The relationship between depression and chronic pain are so close as to be difficult to distinguish. It’s another of those chicken-and-egg dilemmas. Which came first?
More than half of fibromyalgia patients have suffered from depression at some point in their lifetimes, according to Psychiatry Advisor, citing a recent study published in the Journal of Affective Disorders. I’m one of them. When the topic comes up in discussion, the most common question asked is, “What are you depressed about?” As any depressive will tell you, depression isn’t “about anything.” Rather, it’s just a form of feeling bad mentally.
I’ve heard depression described as an absence of all feeling. That hasn’t been my experience. For me, it’s more like the worst grief I’ve ever suffered — times 10. At depression’s peak, it’s difficult to function. Even routine activities, such as bathing, brushing my teeth, and preparing meals, become major struggles.
The worst part for me is the inability to concentrate. That means reading is out of the question. I can’t remember the last sentence I read, so the current sentence makes no sense. To a constant reader and researcher, this is a difficult symptom to tolerate.
Having suffered from this malady for much of my life, I’ve sought many different treatments. Because I was unable to tolerate the side effects of medications, I’ve had to seek alternative treatments. Over the years, meditation has been the most commonly recommended one for me. It was the main subject of a three-month stress management program I attended many decades ago.
Jon Kabat-Zinn’s “Full Catastrophe Living” was our textbook. His technique is all about observing the breath, which means watching it coming into and leaving the body without making it happen. It’s not as easy as it sounds. For a control freak like me, it was particularly challenging. But I persevered.
For many months, I woke up 15 minutes earlier each morning — which is a huge sacrifice on my part — so that I could meditate before going to work. I was less depressed and felt more in control. Equally important, I was doing something to help myself, so I felt more in control. In time, I either got bored or lazy, and my practice dwindled away.
So here I am, decades later, still suffering from depression. Fortunately, it’s not a constant ailment. I suppose it has become more severe lately because my pain has worsened.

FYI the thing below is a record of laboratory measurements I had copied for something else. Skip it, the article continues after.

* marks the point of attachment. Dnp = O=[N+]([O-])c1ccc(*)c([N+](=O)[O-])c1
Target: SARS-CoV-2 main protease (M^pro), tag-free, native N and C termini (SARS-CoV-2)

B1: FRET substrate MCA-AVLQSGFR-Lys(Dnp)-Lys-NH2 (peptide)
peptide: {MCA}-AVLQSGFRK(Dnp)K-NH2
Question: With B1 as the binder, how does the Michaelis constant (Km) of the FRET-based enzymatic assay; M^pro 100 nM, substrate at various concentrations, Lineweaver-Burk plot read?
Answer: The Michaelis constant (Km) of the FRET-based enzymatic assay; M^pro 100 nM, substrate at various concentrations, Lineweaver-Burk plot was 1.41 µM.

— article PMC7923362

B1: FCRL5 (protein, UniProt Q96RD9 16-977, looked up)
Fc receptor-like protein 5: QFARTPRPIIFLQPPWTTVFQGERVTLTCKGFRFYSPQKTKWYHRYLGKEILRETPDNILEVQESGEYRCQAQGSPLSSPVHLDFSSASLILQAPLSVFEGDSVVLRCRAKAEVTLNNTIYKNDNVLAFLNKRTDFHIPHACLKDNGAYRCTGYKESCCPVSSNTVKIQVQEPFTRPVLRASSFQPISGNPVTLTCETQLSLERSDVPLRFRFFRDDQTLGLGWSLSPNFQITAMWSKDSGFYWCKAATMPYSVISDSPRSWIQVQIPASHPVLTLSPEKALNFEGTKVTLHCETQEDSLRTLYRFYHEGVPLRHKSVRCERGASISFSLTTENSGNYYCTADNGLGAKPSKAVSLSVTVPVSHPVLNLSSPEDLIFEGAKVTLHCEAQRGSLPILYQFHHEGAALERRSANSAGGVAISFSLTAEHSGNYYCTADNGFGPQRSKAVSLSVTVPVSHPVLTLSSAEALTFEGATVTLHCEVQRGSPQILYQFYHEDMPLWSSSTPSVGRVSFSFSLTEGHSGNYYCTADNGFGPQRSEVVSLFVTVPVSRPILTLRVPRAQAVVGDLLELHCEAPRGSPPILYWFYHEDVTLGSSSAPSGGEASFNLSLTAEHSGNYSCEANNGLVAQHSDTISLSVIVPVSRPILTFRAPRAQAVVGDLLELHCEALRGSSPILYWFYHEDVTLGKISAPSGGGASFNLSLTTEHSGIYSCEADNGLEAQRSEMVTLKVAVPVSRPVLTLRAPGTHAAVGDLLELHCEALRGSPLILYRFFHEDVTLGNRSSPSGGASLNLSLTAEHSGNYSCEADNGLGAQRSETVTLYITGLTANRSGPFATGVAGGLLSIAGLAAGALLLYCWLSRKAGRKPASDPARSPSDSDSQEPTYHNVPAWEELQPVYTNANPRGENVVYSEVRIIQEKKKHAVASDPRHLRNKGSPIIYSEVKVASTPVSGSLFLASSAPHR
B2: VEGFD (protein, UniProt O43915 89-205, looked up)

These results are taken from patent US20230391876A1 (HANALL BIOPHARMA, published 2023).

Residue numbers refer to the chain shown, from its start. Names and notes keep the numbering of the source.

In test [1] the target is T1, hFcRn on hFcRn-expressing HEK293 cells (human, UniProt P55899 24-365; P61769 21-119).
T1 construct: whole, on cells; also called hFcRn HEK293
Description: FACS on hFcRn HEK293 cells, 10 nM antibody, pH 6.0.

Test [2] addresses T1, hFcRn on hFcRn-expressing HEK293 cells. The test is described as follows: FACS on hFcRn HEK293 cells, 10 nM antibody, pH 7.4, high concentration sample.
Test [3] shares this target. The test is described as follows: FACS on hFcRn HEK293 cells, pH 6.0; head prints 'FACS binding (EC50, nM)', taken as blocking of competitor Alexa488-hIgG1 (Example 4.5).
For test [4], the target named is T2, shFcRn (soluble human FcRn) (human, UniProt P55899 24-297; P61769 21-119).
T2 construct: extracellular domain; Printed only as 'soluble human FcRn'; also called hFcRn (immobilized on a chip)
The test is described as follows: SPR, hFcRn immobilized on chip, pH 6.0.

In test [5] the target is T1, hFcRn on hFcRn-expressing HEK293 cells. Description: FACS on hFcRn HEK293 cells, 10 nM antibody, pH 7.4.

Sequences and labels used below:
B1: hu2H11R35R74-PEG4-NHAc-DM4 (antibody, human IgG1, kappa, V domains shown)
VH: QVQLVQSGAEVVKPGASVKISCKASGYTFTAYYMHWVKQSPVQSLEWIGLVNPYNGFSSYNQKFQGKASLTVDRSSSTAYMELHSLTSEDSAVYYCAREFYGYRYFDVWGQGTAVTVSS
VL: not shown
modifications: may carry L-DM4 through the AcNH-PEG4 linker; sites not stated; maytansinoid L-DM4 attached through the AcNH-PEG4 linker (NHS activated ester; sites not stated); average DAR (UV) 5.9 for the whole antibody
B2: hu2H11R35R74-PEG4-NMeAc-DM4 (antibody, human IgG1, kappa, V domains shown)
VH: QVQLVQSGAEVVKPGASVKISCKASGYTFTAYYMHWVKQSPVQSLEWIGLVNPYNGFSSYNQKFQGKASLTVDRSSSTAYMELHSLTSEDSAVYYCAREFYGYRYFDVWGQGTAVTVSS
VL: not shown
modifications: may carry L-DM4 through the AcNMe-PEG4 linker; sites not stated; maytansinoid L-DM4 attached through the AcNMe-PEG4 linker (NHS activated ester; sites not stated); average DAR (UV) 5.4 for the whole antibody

As is my practice, I turned to the internet for information about how to help myself. I knew other forms of meditation existed, and I was determined to find one that would work for me.
My search unveiled a very different type of meditation that was totally new to me, called Kirtan Kriya. Basically, it consists of repeating a mantra and using your fingers to count out the syllables you’re reciting. This YouTube video is a great way to learn the technique. Once you’ve learned it, you can do it on your own wherever and whenever you wish.
I’ve recently used it to begin my day, especially the really bad ones. Sitting in a cross-legged pose is recommended while doing this, but I find it equally effective in a prone position.
I begin as soon as I’m aware that I’m awake. My experience is that the 12 minutes of meditation go by in a flash. Once my meditation is complete, any feelings of depression I might have had are greatly reduced. I feel capable of beginning my day. I’m more focused on life, and less focused on mental or physical pain. It feels like I’ve been given a gift.
If you’ve tried and failed at meditation in the past, I urge you to experiment with another form. Kirtan Kriya is only one of many that exist. Remember that meditation is 1 percent technique and 99 percent you. It costs nothing and has no side effects. What do you have to lose?
Note: Fibromyalgia News Today is strictly a news and information website about the disease. It does not provide medical advice, diagnosis, or treatment. This content is not intended to be a substitute for professional medical advice, diagnosis, or treatment. Always seek the advice of your physician or other qualified health provider with any questions you may have regarding a medical condition. Never disregard professional medical advice or delay in seeking it because of something you have read on this website. The opinions expressed in this column are not those of Fibromyalgia News Today, or its parent company, BioNews Services, and are intended to spark discussion about issues pertaining to fibromyalgia.